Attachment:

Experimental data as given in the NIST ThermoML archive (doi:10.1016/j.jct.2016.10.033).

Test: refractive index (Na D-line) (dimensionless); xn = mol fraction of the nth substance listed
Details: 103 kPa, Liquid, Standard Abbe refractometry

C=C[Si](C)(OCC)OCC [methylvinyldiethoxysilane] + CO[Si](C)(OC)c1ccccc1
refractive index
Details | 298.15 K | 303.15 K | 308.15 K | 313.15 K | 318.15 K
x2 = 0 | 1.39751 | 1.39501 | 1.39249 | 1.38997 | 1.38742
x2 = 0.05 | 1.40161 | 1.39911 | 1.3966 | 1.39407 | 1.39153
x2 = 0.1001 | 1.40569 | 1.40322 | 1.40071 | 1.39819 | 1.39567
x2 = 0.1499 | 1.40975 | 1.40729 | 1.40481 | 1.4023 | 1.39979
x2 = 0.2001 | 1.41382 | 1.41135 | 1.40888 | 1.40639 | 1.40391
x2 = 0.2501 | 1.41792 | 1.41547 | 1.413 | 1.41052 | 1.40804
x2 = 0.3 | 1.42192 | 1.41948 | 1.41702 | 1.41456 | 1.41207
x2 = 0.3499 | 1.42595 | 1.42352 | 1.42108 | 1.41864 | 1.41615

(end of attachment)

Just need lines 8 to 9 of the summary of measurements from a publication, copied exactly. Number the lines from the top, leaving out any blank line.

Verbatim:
x2 = 0.05 | 1.40161 | 1.39911 | 1.3966 | 1.39407 | 1.39153
x2 = 0.1001 | 1.40569 | 1.40322 | 1.40071 | 1.39819 | 1.39567